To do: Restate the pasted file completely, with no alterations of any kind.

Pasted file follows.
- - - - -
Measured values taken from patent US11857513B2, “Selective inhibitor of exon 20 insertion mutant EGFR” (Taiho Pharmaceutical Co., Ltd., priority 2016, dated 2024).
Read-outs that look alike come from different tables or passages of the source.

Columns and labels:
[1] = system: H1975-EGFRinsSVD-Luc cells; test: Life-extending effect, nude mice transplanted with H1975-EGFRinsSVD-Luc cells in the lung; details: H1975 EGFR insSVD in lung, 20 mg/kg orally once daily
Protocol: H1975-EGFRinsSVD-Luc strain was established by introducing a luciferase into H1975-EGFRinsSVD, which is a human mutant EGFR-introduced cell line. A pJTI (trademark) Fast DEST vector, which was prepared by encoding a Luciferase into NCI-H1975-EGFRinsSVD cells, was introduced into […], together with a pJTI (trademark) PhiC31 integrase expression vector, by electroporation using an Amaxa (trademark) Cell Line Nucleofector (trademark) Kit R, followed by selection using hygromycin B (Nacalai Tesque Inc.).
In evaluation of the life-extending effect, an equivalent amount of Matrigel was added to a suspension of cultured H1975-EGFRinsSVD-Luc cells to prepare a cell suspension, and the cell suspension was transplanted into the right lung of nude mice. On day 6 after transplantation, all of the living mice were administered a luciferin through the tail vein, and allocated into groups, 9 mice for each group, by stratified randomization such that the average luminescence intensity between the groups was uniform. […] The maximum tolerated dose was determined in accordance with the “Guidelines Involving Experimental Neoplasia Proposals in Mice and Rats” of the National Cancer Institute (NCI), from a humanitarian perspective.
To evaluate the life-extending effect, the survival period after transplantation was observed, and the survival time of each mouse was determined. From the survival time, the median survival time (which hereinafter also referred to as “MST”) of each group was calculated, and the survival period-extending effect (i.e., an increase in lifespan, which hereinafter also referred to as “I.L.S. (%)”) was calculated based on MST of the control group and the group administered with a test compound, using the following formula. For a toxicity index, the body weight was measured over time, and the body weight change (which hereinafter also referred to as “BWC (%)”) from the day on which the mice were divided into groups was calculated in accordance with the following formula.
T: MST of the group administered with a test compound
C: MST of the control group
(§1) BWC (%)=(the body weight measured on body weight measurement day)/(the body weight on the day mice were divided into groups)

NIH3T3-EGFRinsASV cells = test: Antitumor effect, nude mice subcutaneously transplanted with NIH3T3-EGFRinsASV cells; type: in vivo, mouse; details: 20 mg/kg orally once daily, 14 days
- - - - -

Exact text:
Measured values taken from patent US11857513B2, “Selective inhibitor of exon 20 insertion mutant EGFR” (Taiho Pharmaceutical Co., Ltd., priority 2016, dated 2024).
Read-outs that look alike come from different tables or passages of the source.

Columns and labels:
[1] = system: H1975-EGFRinsSVD-Luc cells; test: Life-extending effect, nude mice transplanted with H1975-EGFRinsSVD-Luc cells in the lung; details: H1975 EGFR insSVD in lung, 20 mg/kg orally once daily
Protocol: H1975-EGFRinsSVD-Luc strain was established by introducing a luciferase into H1975-EGFRinsSVD, which is a human mutant EGFR-introduced cell line. A pJTI (trademark) Fast DEST vector, which was prepared by encoding a Luciferase into NCI-H1975-EGFRinsSVD cells, was introduced into […], together with a pJTI (trademark) PhiC31 integrase expression vector, by electroporation using an Amaxa (trademark) Cell Line Nucleofector (trademark) Kit R, followed by selection using hygromycin B (Nacalai Tesque Inc.).
In evaluation of the life-extending effect, an equivalent amount of Matrigel was added to a suspension of cultured H1975-EGFRinsSVD-Luc cells to prepare a cell suspension, and the cell suspension was transplanted into the right lung of nude mice. On day 6 after transplantation, all of the living mice were administered a luciferin through the tail vein, and allocated into groups, 9 mice for each group, by stratified randomization such that the average luminescence intensity between the groups was uniform. […] The maximum tolerated dose was determined in accordance with the “Guidelines Involving Experimental Neoplasia Proposals in Mice and Rats” of the National Cancer Institute (NCI), from a humanitarian perspective.
To evaluate the life-extending effect, the survival period after transplantation was observed, and the survival time of each mouse was determined. From the survival time, the median survival time (which hereinafter also referred to as “MST”) of each group was calculated, and the survival period-extending effect (i.e., an increase in lifespan, which hereinafter also referred to as “I.L.S. (%)”) was calculated based on MST of the control group and the group administered with a test compound, using the following formula. For a toxicity index, the body weight was measured over time, and the body weight change (which hereinafter also referred to as “BWC (%)”) from the day on which the mice were divided into groups was calculated in accordance with the following formula.
T: MST of the group administered with a test compound
C: MST of the control group
(§1) BWC (%)=(the body weight measured on body weight measurement day)/(the body weight on the day mice were divided into groups)

NIH3T3-EGFRinsASV cells = test: Antitumor effect, nude mice subcutaneously transplanted with NIH3T3-EGFRinsASV cells; type: in vivo, mouse; details: 20 mg/kg orally once daily, 14 days